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Automatic Federal Budget Cuts Will Impact Cape Health Centers!

By Elsa H. Partan

The federal sequestration of funds will hurt health centers in the region, including the Community Health Center of Cape Cod in Mashpee and Duffy Health Center in Hyannis. The centers have not yet decided how to close the looming budget gap, but possible solutions include raising patient fees, cutting staff, or running a budget deficit. Both health centers serve people with low income from throughout the region.

After Congress and President Barack H. Obama failed to reach a budget deal by March 1, $85 billion in automatic spending reductions began to kick in across dozens of government departments and offices ranging from defense to education. Those spending cuts are expected to continue over the next 10 years, totaling approximately $1.2 trillion in federal spending.

The Community Health Center of Cape Cod is bracing for a cut of 3.9 to 5 percent in its public health services act grant from the Health Resources and Services Administration, according to Karen L. Gardner, chief executive officer. That represents $50,000 to $75,000. The cut will likely take effect in June.

“It is just one more thing on top of already huge cuts to the state “Our state grant has declined by $500,000 over the last four years.”
The health center will consider raising its fees, she said. But because many of the health center’s clients survive on a very low income, increasing fees might not solve the budget problem.

“It may be meaningless,” she said. “If they can’t pay, they can’t pay.”

The health center will also rely on “other philanthropic efforts,” raising money from outside sources.

“We haven’t gone through all the what-ifs,” she said. “There might be less access to care.”

Like the Community Health Center, the Duffy Health Center in Hyannis is expecting to lose approximately $50,000 in federal funding from the Health Resources and Services Administration, representing a 5 percent cut, according to Heidi R. Nelson, CEO. Duffy provides medical care, mental health services and substance abuse services for people who are homeless or at great risk of homelessness.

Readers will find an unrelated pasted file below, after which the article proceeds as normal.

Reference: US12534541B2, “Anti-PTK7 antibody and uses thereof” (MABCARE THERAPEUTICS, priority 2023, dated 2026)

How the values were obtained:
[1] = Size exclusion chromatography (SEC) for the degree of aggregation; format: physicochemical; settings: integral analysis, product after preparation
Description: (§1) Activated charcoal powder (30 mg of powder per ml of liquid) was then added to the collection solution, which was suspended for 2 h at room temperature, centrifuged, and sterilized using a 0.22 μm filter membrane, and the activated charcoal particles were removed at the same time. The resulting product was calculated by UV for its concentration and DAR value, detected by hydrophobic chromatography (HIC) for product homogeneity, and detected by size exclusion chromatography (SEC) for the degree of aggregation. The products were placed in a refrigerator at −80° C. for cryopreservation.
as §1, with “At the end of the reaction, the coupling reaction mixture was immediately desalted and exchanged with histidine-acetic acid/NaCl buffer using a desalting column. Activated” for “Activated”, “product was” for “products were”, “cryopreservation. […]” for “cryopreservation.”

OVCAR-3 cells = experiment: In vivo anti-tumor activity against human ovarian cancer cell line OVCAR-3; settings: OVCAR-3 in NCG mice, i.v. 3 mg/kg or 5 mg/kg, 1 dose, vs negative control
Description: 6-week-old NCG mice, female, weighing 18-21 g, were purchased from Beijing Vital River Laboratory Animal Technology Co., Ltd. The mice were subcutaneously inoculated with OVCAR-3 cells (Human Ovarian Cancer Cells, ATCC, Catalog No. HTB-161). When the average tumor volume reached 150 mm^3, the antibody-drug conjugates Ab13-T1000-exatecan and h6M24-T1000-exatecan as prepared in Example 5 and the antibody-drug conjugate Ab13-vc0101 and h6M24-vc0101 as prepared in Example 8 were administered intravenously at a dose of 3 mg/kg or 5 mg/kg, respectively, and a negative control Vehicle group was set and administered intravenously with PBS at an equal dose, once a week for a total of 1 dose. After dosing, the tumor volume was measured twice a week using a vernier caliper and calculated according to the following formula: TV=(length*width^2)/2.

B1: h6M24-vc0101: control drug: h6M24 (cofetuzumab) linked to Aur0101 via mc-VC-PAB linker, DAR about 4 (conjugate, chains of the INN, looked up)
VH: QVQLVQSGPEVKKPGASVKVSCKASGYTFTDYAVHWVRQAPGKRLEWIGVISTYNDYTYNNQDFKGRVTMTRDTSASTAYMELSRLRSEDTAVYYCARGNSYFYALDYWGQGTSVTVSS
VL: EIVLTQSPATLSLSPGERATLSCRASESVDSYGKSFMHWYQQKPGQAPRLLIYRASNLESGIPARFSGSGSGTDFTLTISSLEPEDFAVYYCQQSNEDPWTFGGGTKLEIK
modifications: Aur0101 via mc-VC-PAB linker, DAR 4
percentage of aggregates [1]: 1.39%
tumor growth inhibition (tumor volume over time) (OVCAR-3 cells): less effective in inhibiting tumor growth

“Fifty thousand dollars means that we will have to cut two staff members, either case managers or medical assistants,” she said. “Either that, or we have to have a loss in our budget.”

She added that the cuts will happen between June and October 1, a short period of time. “For that cut to happen over a five-month period, it feels like $100,000,” she said.

Duffy Health Center has a staff of 70 people, including 60 fulltime permanent workers. The annual budget is about $6 million.

The center also administers a rental subsidy program through the Department of Housing and Urban Development that is keeping 11 people from facing homelessness. The program is expected to face cuts because of the sequestration, a prospect that Ms. Nelson calls “frightening.”

“We have four contracts that amount to $200,000,” she said. “What they have done already is to give us a contract through July. If all this continues past July, we will have a shortfall and we will have to decide what to do.”

Turning people out of their housing is an “unacceptable” outcome, she said.

In a glimmer of good news, Ms. Nelson was told that programs that serve homeless people under the Substance Abuse and Mental Health Services Administration would not be impacted by the cuts. Duffy received a grant of $750,000 through the program, she said.

The Community Health Center of Cape Cod completed a $9.25 million addition on its original Mashpee building on November 1, an addition that has increased its costs.

“With the big new building, there are added electricity costs,” said Ms. Gardner. “The snow removal bill just came in, and I won’t say what it was, but this winter is crazy.”

Both Ms. Gardner and Ms. Nelson say they are communicating with the state’s congressional delegation to urge a fix to the budget problem. By coincidence, the National Health Care for the Homeless Conference begins Wednesday in Washington, DC, and the National Associations of Community Health Centers is holding its annual conference beginning March 20, also in Washington. Ms. Nelson said she and others plan to go to Capitol Hill to lobby lawmakers during the conferences.

As troublesome as the sequester is, the prospect of a government shutdown, just weeks away, is even worse. Congress is in the midst of negotiating a bill that would keep government operating after March 27, when funding runs out.

“If the government shuts down and they don’t pay us, it would be pretty critical,” she said.

The mission of Duffy Health Center is to prevent and reduce homelessness on Cape Cod through community collaborations and the provision of integrated medical, behavioral health, case management and housing services to persons who are homeless or at risk of homelessness.